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Version: 2.0
(October 6, 2006)

Six Strategies for Conserving Water


Agriculture accounts for 70% of all water used each year. Over the past 70 years, water use has grown six-fold, primarily due to an increase in population and unsustainable water use practices. California is an excellent example of this relationship. As of 2004, California uses 43 million acre-feet per year of water - that's more than one acre-foot for each of 30 million residents. One acre-foot of water is enough to meet the industrial and municipal needs of four people for a year. However, because of California's intensely agrarian economy and semi-arid climate, it's need for water is enormous and ultimately too excessive to be ecologically feasible.

Irrigation accounts for at least half of water used in U.S. agriculture, leading to such wide-scale problems as salinization, a rising water table, groundwater pollution, and the depletion of natural aquifers. Irrigation's role in agriculture is pivotal, but it's environmental impact is momentous. The United Nations Population Fund reports that "Worldwide, 54 per cent of the annual freshwater is being used. If consumption per person remains steady, by 2025 we could be using 70 per cent of the total because of population growth alone. If per capita consumption reached the level of more developed countries we could be using 90 per cent of the available water by 2025." Although these figures represent more than just agricultural water use, they do indicate the present and future relationship between population, food, and water.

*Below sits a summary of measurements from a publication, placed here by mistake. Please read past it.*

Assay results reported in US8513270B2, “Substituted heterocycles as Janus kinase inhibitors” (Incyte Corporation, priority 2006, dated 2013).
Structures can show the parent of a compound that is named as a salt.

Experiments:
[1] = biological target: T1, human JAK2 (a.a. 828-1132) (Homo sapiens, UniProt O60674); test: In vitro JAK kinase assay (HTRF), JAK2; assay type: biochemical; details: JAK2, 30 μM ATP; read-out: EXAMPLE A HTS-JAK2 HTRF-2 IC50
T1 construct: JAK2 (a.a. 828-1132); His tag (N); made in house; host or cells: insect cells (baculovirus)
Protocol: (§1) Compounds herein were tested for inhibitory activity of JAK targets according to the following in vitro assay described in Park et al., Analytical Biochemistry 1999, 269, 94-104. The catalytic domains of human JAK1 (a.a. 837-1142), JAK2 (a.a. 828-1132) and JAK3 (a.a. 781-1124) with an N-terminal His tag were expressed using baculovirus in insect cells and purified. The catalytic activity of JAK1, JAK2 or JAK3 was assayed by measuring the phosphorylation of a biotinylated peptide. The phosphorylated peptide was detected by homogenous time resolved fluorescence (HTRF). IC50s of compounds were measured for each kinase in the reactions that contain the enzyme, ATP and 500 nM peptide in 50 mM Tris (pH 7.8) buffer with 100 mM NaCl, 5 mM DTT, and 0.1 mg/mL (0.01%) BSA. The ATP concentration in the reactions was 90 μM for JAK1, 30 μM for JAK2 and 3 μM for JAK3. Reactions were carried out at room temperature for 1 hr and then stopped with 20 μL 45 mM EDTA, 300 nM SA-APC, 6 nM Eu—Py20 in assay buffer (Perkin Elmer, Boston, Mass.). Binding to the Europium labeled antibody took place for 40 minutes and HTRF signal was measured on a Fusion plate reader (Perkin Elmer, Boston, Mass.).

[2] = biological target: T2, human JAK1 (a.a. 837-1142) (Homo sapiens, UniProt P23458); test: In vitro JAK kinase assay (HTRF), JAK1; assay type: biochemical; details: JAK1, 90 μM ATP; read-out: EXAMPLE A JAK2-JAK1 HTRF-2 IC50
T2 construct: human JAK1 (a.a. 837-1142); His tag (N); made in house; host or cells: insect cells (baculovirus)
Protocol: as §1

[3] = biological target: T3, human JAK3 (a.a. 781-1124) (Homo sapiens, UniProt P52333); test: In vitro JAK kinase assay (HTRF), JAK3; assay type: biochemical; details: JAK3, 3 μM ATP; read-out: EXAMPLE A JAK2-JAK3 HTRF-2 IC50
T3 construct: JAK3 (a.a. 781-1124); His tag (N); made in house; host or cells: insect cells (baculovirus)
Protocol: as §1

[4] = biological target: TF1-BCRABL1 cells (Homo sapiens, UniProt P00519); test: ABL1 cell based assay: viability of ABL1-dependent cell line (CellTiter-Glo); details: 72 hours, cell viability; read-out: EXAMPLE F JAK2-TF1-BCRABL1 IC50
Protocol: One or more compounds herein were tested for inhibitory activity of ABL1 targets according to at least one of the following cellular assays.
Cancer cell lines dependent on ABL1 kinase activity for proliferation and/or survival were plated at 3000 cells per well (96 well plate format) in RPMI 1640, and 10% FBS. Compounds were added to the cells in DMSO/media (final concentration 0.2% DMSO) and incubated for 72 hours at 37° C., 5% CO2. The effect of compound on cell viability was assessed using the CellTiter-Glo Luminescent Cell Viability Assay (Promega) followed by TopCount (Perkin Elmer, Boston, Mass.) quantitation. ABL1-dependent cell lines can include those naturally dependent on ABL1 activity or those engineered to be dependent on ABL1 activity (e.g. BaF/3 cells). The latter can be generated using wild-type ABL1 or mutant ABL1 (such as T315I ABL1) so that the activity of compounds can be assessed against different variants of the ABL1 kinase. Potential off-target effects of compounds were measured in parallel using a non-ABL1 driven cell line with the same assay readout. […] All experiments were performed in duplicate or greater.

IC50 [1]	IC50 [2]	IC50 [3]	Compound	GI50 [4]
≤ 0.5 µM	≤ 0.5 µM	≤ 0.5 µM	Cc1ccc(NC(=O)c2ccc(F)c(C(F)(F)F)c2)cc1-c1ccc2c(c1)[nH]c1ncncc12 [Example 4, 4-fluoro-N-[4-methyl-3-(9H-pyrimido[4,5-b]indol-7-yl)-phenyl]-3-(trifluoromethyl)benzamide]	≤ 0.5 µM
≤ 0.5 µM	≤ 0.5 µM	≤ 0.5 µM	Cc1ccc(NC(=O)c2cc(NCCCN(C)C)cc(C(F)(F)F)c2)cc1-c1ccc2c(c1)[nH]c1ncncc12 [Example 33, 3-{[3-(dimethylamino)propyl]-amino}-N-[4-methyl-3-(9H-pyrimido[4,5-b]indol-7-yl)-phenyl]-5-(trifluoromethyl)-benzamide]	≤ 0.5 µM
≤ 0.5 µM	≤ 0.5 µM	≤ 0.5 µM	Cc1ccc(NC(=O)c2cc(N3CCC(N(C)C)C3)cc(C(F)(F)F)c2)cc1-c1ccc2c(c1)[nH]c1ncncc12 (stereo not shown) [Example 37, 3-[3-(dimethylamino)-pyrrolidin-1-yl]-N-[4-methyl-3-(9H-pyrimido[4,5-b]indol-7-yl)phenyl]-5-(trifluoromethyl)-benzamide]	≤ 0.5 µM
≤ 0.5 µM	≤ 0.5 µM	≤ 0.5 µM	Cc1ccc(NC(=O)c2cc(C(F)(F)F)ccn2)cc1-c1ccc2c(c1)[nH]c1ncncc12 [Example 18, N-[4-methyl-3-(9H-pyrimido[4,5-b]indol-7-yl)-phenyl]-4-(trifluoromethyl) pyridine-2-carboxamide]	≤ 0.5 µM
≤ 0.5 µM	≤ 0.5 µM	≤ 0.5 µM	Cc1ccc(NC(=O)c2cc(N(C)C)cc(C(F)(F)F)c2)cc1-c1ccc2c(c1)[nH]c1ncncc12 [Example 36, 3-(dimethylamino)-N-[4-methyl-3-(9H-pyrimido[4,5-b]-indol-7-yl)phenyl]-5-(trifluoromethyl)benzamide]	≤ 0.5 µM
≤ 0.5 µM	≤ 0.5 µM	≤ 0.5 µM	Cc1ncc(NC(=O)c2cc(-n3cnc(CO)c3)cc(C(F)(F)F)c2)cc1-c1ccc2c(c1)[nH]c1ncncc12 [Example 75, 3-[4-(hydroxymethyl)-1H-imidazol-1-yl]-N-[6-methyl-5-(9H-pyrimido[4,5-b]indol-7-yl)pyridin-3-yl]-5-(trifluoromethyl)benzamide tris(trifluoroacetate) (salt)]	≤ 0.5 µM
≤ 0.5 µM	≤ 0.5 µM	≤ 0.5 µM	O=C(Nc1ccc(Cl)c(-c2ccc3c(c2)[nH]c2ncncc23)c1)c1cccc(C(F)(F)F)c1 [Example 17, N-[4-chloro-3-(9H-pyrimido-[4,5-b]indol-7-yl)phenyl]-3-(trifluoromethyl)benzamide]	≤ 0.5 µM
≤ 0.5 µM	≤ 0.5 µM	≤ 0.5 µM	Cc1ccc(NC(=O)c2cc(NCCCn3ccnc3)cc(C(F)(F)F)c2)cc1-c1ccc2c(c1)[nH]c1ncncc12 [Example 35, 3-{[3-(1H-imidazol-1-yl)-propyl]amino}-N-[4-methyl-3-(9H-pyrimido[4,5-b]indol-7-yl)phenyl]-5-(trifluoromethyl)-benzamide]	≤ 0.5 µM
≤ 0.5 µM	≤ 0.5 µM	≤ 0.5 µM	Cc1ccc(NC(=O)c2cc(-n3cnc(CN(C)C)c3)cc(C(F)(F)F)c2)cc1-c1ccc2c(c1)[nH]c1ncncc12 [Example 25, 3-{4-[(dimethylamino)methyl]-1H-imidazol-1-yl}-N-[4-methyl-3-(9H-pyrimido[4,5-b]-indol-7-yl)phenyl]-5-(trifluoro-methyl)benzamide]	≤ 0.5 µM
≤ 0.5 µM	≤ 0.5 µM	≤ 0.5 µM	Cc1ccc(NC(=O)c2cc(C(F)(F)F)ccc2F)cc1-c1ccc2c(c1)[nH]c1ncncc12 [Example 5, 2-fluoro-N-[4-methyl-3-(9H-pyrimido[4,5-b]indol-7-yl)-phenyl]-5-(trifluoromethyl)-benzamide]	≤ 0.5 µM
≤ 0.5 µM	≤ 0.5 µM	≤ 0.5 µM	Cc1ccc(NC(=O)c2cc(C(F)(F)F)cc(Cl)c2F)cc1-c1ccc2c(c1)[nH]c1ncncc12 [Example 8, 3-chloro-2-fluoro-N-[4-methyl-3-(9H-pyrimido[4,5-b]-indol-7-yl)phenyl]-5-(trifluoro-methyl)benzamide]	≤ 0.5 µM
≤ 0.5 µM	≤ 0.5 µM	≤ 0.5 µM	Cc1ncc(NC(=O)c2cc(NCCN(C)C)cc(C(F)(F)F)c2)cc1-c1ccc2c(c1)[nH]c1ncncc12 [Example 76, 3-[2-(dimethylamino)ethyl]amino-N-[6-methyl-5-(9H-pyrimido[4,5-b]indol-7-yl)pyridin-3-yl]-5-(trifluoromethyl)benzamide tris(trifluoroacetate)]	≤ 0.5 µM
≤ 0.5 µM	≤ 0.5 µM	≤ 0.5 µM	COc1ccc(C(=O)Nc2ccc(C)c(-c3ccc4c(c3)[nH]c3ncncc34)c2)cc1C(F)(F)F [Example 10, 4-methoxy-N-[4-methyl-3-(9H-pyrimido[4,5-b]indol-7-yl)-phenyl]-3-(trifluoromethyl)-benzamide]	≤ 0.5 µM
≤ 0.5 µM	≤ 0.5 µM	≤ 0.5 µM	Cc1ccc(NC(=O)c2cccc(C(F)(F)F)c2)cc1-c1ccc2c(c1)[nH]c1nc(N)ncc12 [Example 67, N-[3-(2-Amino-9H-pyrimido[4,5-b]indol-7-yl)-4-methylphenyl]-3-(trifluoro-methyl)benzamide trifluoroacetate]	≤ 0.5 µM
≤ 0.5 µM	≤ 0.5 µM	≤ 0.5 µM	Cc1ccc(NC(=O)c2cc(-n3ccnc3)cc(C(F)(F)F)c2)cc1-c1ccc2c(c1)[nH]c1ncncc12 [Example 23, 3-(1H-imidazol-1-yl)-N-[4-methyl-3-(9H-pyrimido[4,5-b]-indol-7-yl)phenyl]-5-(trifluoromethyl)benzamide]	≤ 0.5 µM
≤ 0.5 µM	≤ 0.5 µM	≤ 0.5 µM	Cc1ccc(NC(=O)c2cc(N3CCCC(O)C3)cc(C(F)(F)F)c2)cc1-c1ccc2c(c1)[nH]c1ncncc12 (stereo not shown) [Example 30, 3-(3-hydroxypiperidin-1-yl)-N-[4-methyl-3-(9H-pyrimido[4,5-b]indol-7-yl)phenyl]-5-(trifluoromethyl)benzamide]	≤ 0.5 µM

There are many water conservation strategies:

1. Plant ground cover in fields during the interim between harvesting and planting. This slows water run-off, improves soil moisture and fertility, and minimizes water evaporation. Mulching achieves similar effects.

2. Break large expanses of fields into sections lined with trees and shrubs, thereby creating windbreaks. Windbreaks slow the force of rain and wind, thereby reducing erosion and evaporation. Trees and shrubs also help water penetrate the soil.

3. Grow plants appropriate to your area. For example, to grow a water-intensive crop like cotton in an arid region like Arizona is highly inefficient. Even though Arizona receives only 12.7 inches of rainfall each year and the average topsoil depth is a inch, Arizona grows enough cotton to make 1 pair of jeans for every person in the U.S.A. every year. Consequently, this requires obscene amounts of water.

4. In hilly areas, instead of planting on a slope as-is, terracing the fields will improve water absorption and maintain water quality by inhibiting runoff.

5. Irrigate appropriately. Drip irrigation is more efficient by delivering water directly to the plant out of the sun, thereby decreasing evaporation. Water wheels and sprinklers are much less efficient. Also calculating the needs of individual crops in conjunction with the outputs of irrigation systems and the absorptive capacities of soils will greatly reduce wasted water.

6. Make sure the soil has enough drainage. Excess water gathering on the surface of the soil will lead to salinization and water-logging. Again, calculate and monitor the water needs of crops and the absorption rates of soil.